Digital Cameras - Canon PowerShot A95 Test Images
|I've begun including links in our reviews to a Thumber-generated index page for the test shots. The Thumber data includes a host of information on the images, including shutter speed, ISOsetting, compression setting, etc. Rather than clutter the page below with *all*that detail, we're posting the Thumber index so only those interested inthe information need wade through it!|
High resolution and strong detail. Very good color, just slightly on the warm side. Good tonal range.
The extreme tonal range of this image makes it a tough shot for many digicams, which is precisely why I set it up this way, and why I shoot it with no fill flash or reflector to open the shadows. The object is to hold both highlight and shadow detail without producing a "flat" picture with muddy colors, and the PowerShot A95 handled the challenge fairly well.
The shot at right was taken with a +0.7 EV exposure compensation adjustment, which resulted in moderately bright midtones and good detail in the strong highlights of Marti's shirt. Though just slightly reddish, I chose the Auto white balance setting for the main series, although the Daylight setting also produced good results. Oddly, the Manual setting resulted in a stronger red cast.Marti's skin tones here are excellent, perhaps just slightly yellowish, but still very good, while, and the very difficult blue flowers in the bouquet are pretty much dead-on. (Many digicams have trouble with this blue, which is in reality a light navy with only hints of purple in it.) The bright red flowers appear slightly pinkish, but the strong greens and yellows look good (if a little dark). Resolution is quite high, and detail is strong in the flower bouquet and in Marti's features (though details are just a hint soft). Shadow detail is good, with surprisingly low noise except in the very darkest areas. Overall, an excellent performance.
To view the entire exposure series from zero to +1.3 EV, see files A95OUTAP0.HTM
through A95OUTAP4.HTM on the thumbnail index page.
Great resolution and detail, though contrast is slightly high.
Color and overall exposure are similar to the wider shot above, with a slight warm tone and high contrast. The midtone range is limited, though with reasonably good detail, and the highlights on Marti's face are borderline. The shot at right was taken with no exposure compensation adjustment. The A95's 3x zoom lens does a good job of preventing any geometric distortion of Marti's features. Detail and resolution are excellent, with great definition in Marti's face and hair, as well as in the fabric of the green leaves and subtle embroidery on her shirt collar. Excellent!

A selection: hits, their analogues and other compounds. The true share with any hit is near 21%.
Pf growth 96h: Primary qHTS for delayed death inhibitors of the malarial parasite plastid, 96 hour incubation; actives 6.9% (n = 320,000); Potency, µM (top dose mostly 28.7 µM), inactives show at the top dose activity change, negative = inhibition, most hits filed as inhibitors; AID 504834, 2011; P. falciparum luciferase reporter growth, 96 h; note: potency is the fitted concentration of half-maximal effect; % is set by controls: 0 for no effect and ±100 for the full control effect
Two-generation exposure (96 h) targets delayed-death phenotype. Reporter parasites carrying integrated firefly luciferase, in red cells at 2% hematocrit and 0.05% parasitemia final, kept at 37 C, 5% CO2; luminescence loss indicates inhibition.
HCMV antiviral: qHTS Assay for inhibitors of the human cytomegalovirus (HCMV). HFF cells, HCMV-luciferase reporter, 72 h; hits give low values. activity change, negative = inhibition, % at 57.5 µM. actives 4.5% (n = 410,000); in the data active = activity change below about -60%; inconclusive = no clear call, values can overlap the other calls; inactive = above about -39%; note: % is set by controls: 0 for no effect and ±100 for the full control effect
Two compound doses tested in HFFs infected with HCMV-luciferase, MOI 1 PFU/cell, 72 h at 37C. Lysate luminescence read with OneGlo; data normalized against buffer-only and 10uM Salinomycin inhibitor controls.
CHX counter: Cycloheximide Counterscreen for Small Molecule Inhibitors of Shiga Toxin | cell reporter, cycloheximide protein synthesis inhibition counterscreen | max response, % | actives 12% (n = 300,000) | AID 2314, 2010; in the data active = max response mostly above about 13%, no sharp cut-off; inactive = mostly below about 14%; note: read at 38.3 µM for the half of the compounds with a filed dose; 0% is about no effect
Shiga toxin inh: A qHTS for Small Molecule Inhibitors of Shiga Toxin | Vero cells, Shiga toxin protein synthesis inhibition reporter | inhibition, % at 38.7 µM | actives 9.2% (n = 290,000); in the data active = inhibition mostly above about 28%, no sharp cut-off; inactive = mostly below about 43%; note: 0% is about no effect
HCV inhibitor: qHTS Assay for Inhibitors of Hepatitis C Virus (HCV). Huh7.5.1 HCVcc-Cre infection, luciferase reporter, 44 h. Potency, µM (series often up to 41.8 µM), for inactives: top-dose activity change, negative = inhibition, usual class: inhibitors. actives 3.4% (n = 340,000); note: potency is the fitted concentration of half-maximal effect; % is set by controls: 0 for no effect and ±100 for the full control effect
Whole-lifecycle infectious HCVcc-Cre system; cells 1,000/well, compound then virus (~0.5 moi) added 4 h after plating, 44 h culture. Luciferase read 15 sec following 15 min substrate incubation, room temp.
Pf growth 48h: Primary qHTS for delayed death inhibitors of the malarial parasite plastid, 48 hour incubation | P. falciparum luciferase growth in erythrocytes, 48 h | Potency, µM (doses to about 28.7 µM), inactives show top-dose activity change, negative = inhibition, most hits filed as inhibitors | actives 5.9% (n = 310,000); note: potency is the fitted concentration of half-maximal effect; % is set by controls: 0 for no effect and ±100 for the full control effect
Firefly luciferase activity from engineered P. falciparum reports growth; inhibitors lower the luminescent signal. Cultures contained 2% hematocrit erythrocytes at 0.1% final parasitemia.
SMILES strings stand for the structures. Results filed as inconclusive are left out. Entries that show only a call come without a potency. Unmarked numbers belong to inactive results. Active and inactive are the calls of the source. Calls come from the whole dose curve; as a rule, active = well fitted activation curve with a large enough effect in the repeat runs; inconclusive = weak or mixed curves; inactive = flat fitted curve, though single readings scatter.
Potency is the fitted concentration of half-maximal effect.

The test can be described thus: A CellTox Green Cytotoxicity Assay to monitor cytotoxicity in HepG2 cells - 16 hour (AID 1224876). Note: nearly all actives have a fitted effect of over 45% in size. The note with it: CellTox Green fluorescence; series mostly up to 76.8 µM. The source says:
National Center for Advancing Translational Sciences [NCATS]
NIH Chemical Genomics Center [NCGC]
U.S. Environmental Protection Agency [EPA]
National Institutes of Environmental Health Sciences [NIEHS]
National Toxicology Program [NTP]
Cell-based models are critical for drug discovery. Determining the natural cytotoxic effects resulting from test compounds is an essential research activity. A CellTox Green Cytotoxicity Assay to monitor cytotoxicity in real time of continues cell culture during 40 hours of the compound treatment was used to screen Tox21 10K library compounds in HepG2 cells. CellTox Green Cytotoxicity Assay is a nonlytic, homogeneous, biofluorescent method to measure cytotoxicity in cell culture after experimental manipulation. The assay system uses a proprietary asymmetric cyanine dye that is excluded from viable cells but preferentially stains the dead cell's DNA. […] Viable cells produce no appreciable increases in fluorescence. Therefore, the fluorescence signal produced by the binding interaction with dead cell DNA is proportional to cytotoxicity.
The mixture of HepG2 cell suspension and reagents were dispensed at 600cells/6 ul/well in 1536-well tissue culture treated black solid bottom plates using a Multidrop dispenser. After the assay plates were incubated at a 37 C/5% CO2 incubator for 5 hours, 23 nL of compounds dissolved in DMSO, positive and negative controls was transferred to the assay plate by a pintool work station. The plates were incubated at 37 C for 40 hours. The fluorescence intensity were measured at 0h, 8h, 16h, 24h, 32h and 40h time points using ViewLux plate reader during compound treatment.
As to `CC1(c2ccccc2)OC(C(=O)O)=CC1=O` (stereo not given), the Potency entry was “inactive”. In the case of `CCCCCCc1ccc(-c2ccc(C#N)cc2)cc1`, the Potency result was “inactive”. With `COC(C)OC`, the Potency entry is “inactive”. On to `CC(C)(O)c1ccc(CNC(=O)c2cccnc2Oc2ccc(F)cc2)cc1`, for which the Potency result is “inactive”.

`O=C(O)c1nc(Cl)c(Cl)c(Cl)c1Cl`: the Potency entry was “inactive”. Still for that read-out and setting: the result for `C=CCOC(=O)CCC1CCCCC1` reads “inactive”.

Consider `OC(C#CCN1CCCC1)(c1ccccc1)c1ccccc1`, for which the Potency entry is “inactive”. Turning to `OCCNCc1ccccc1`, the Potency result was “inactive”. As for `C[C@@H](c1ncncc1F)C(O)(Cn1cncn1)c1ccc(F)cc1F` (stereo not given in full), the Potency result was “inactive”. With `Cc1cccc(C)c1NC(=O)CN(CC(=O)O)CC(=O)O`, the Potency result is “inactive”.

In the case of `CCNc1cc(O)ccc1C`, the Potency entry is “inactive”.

To view the entire exposure series from -0.3 to +1.3 EV, see files A95OUTFACAM1.HTM
through A95OUTFACAP4.HTM on the thumbnail index page.
Indoor Portrait, Flash:
Good intensity and coverage with the built-in flash, though some orange cast from the background lighting.
The A95's built-in flash was dim at the default
exposure, but provided fairly even coverage despite the low intensity.
I chose a +0.7 EV exposure compensation adjustment
for the main shot, as the best exposure that didn't lose detail in the
highlights of Marti's shirt. The background incandescent lighting results
in an orange cast on the back wall, which also spills onto Marti's features
and the white shirt. Still, overall color is pretty good. I also shot
with the camera's Slow-Sync flash mode, again
choosing a +0.7 EV exposure compensation adjustment. The orange cast is
stronger, due the longer exposure time, but the additional ambient light
softens the exposure.
To view the entire exposure
series from -0.3 to +1.0 EV in the Slow-Sync flash mode, see files A95INFSM1.HTM
through A95INFSP3.HTM on the thumbnail index page.
Indoor Portrait, No Flash:
Auto white balance has trouble, but excellent color with both the Incandescent and Manual white balances. Visible image noise, however.
This shot is always a very tough test of a camera's white balance capability,
given the strong, yellowish color cast of the household incandescent bulbs
used for the lighting. It was a toss-up between the A95's Incandescent
and Manual white balance settings, as both
produced good results. As the Incandescent setting had just a hint more
red, I chose the Manual setting for the main series. (The Auto
white balance option resulted in a strong warm cast.)
To view the entire exposure series from zero to +1.3 EV, see files A95INMP0.HTM
through A95INMP4.HTM on the thumbnail index page.
High resolution and strong detail, with accurate color.
The A95's Manual white balance produced
the best results here, though the Auto and
Daylight settings also performed well (with